It is pride month, and I can’t be happier.. And more sad.
I was born in June, and sharing my birth month with father’s day, as well as the first day of summer, kinda bummed me out. I’m not here to talk about the reasonings there, though.
I’m here to talk about what pride means to me.
We live in interesting times. While those of us who live under the LGBT+ banner are afforded so much more than we were 10 years ago, it is still difficult at times to be yourself.
Our love is legally recognized. There are countless supporters out in the world standing among us.
Our love is also reviled by many, including those who take part in running our country.
Pride, to me, isn’t necessarily for being proud of being who I am.. It is about feeling a little more comfortable about expressing who I am. Feeling safe to say, “I’m not straight”. Having people who accept me.
You may not have realized it before that paragraph, but I have been dropping the hints above.. I myself can’t really easily classify where I belong on the spectrum, but that’s because sexuality isn’t just a series of switches. Sexuality is a very fluid thing. If I had to be nailed down to a “genre”, I would say I am bisexual, but it isn’t quite that simple. I only really discovered myself about a year ago, which shocked me, and also shocked some of my friends.
Either way, I love that June is pride month. That is something I can be glad to share June with.
Now, on to the question of straight pride..
Have you ever been denied service, or a job, for being straight?
Have you ever been assaulted, verbally or otherwise, for being straight?
Have you ever been told that you’re going to hell, just for being straight?
If you have, you’re one of the infinitesimally small group that may have experienced it.
Not like those of us who celebrate OUR pride.
Even before I knew what I was, I was called a faggot.
I had rocks thrown at me.
I’ve been pushed around, threatened, teased, and more.
I’m not alone in that, either. There are countless people I’ve met and talked to who have met similar fates. Many people have actually been killed for falling under the LGBT banner.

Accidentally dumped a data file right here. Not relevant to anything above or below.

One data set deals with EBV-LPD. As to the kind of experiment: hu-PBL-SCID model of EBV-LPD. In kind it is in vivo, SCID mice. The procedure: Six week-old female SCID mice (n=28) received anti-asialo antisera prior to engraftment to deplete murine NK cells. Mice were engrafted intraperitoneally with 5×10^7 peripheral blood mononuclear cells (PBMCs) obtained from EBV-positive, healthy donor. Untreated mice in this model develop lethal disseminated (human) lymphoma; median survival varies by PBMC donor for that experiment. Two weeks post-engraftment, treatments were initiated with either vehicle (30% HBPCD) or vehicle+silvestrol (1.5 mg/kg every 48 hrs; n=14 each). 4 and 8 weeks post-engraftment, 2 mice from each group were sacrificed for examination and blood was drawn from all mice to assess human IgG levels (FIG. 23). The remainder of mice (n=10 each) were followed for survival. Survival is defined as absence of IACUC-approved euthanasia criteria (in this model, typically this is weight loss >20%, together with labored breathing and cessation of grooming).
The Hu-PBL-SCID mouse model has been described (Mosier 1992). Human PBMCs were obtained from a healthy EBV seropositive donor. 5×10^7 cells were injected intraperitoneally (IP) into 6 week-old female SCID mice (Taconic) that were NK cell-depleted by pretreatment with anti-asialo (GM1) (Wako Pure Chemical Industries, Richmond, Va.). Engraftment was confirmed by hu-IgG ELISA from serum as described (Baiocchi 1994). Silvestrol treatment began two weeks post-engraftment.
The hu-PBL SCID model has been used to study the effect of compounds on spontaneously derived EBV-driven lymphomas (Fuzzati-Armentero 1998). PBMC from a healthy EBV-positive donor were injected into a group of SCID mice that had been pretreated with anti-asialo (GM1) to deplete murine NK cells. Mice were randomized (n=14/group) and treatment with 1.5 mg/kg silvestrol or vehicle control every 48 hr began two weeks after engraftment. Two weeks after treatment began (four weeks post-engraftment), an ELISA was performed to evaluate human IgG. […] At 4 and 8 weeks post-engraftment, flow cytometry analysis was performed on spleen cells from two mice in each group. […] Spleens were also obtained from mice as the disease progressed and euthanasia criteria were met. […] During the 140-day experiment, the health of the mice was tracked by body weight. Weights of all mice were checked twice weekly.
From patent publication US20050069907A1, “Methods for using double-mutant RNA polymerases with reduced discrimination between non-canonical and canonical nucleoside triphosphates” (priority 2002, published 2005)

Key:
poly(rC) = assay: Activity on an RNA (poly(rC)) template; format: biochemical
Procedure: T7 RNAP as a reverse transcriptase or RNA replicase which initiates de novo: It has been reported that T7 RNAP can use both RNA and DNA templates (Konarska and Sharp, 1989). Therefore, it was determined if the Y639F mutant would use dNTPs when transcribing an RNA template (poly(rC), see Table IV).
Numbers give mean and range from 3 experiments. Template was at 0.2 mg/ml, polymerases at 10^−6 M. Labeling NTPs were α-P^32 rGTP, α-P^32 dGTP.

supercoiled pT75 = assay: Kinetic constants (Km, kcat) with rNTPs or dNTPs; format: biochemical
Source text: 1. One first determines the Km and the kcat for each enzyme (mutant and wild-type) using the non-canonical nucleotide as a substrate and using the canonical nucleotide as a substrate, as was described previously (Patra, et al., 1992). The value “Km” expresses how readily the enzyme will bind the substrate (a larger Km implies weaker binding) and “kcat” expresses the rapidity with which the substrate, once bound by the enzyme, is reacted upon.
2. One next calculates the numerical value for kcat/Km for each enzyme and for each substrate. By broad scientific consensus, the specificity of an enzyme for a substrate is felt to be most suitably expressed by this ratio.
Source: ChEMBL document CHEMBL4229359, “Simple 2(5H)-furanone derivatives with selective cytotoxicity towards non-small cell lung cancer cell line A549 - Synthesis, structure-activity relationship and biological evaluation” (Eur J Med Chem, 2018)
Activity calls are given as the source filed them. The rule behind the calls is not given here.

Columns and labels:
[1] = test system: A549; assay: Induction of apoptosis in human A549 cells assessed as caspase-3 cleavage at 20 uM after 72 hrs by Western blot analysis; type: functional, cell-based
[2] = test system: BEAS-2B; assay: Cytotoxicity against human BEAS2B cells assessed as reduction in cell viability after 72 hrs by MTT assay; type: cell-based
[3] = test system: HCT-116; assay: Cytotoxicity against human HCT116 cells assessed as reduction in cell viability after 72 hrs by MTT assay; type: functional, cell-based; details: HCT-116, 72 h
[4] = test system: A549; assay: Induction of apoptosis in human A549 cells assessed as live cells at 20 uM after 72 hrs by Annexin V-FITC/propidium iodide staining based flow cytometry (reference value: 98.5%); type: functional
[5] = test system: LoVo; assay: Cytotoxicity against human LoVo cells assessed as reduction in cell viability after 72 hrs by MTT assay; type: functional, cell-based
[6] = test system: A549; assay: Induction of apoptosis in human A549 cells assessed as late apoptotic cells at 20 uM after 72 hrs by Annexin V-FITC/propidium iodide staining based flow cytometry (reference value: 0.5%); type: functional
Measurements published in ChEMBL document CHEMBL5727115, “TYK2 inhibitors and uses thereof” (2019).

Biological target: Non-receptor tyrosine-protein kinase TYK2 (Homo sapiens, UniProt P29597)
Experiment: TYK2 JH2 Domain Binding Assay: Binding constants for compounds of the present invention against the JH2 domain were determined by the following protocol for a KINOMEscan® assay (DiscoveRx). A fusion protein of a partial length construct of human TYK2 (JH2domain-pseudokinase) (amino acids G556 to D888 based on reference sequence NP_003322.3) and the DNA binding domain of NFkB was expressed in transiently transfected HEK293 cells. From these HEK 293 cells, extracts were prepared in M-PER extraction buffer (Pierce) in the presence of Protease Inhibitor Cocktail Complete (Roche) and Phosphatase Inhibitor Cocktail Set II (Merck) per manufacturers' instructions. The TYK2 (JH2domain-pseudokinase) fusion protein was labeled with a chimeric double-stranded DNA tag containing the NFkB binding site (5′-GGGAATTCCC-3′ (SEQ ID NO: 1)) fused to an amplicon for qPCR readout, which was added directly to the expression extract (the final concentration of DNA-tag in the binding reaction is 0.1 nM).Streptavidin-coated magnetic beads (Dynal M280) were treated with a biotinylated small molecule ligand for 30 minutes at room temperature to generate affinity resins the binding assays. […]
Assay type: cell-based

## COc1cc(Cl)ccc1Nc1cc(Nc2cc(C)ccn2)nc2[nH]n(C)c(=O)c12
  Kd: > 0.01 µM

How many headlines have you read about men or women being killed because they were straight?
I can’t recall a single one off the top of my head.. And I have known plenty of conservative folks who would be glad to shove that headline into my face if it ever did surface.
I’d like to close with this to my LGBT+ friends.. Because, even though I may not know you, I count you in some way as a friend.
To my lesbian friends, I love you, and hope that not only will you be able to live as equals as women, but also have your love recognized for the truth it contains.
To my gay friends, I love you, and you deserve to be able to show it in public without fear of attacks, whether verbal, or physical.
To my bisexual friends, I love you, and you are so much more than a misunderstood trope used in poorly written dramas. Keep being you.
To my transgender and transsexual friends, I love you, and I want the world to recognize you for who you really are inside, and hope that should you wish to, you can undergo your transformation on the outside as well.
To every letter, color, and more under our rainbow banner.. No matter who you love, you are loved, too, and with any luck, you’ll truly feel that love in your lifetime so much more than you feel others’ hate.